Synergy Holdings has commenced phase one of the Amaila Falls roads project and has started clearing the area in preparation for the construction of the road, Senior Government Engineer Walter Willis says.
Willis was reluctant to speak on the project stating that the progress reports will be released in “due course” by the relevant authorities.
President of Synergy Holdings Makeshwar Fip Motilall during a recent interview with public relations executive Cathy Hughes had promised that Guyanese would be allowed “to monitor” the project. He said that this would include persons being allowed to visit the site as long as it was safe.
On October 5, Synergy was granted the construction notice to proceed by the Ministry of Public Works, paving the way for the company to finally start the project. Questions have been raised specifically about the company’s road building experience and its capacity to undertake a project with the difficulties such as this one.
The US$15.4 million contract awarded to Synergy is for “the upgrading of approximately 85 km of existing roadway, the design and construction of approximately 110 km of virgin roadway, the design and construction of two new pontoon crossings at the Essequibo and Kuribrong rivers.” The fourth part of the project is for the clearing of a pathway alongside the roadways to allow for the installation of approximately 65 km of transmission lines.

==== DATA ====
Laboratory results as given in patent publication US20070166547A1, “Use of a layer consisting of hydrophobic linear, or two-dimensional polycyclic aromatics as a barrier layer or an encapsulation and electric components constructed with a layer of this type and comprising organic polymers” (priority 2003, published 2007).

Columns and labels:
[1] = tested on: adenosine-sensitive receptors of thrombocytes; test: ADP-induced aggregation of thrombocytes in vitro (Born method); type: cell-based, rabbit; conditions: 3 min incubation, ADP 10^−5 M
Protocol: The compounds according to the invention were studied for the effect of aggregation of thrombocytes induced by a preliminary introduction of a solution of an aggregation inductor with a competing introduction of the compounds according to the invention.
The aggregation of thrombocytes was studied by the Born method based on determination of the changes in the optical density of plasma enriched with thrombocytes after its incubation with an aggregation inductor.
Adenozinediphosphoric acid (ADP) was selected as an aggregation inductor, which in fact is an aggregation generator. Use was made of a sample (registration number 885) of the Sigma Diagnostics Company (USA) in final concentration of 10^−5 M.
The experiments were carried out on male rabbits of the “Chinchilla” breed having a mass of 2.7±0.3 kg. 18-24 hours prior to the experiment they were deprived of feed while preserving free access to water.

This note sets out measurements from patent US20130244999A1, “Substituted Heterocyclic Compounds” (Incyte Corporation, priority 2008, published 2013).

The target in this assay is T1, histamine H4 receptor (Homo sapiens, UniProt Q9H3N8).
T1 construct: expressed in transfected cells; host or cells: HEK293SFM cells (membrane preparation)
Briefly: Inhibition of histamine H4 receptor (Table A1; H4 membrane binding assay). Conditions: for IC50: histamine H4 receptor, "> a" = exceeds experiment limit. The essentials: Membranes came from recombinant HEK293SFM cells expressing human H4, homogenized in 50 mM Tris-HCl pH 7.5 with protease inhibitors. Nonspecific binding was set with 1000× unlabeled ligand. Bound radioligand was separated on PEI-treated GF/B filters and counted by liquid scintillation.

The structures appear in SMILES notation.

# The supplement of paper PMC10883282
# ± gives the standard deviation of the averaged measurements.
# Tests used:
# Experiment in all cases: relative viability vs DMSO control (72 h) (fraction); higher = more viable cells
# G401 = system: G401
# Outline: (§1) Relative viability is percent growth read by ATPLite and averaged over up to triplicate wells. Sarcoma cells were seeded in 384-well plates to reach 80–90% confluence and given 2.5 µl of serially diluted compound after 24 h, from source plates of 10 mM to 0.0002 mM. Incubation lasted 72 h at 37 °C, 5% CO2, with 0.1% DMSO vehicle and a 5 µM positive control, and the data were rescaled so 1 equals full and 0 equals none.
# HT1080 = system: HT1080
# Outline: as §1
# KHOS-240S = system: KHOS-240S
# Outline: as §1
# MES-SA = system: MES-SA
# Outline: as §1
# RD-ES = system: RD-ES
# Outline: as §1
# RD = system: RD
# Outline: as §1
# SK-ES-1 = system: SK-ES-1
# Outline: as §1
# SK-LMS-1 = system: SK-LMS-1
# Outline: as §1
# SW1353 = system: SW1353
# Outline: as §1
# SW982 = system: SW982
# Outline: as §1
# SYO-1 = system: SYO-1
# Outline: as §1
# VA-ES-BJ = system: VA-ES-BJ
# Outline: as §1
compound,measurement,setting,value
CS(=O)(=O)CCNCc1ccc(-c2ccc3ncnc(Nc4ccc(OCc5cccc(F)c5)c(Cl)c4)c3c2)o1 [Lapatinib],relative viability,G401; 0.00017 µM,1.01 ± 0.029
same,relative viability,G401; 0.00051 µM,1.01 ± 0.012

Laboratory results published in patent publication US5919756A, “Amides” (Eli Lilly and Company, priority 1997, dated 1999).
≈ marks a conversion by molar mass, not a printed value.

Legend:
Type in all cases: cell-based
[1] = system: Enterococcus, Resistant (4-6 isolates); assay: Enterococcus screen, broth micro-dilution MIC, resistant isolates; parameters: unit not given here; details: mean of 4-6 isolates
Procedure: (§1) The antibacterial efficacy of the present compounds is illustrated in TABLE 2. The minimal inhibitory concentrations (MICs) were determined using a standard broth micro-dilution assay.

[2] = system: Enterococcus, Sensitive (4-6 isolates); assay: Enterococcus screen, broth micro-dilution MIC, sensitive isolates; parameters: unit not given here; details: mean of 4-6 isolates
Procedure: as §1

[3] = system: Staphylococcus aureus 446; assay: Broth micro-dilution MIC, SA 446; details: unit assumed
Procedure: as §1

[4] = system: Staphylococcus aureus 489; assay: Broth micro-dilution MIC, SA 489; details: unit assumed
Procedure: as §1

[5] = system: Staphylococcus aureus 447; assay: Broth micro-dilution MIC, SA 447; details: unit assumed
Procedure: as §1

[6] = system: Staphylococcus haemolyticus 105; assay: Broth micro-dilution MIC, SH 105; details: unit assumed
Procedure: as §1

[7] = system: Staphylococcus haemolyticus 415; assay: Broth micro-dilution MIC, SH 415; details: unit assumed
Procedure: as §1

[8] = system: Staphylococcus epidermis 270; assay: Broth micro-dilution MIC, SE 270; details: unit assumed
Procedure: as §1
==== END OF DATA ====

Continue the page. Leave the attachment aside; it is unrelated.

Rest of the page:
The contract stipulates that the contract be finished within eight months—a task which Motilall said would be challenging but possible. “We have committed to do it in eight months because that is what the project calls for. It can be done but it needs to be done in a very coordinated way”. He said that the team will be trying to cut time by having three teams working on different parts of the projects together.
Motilall has said that his company has over seven years of road building experience in Florida and Georgia, adding that these roads were built in very difficult terrain.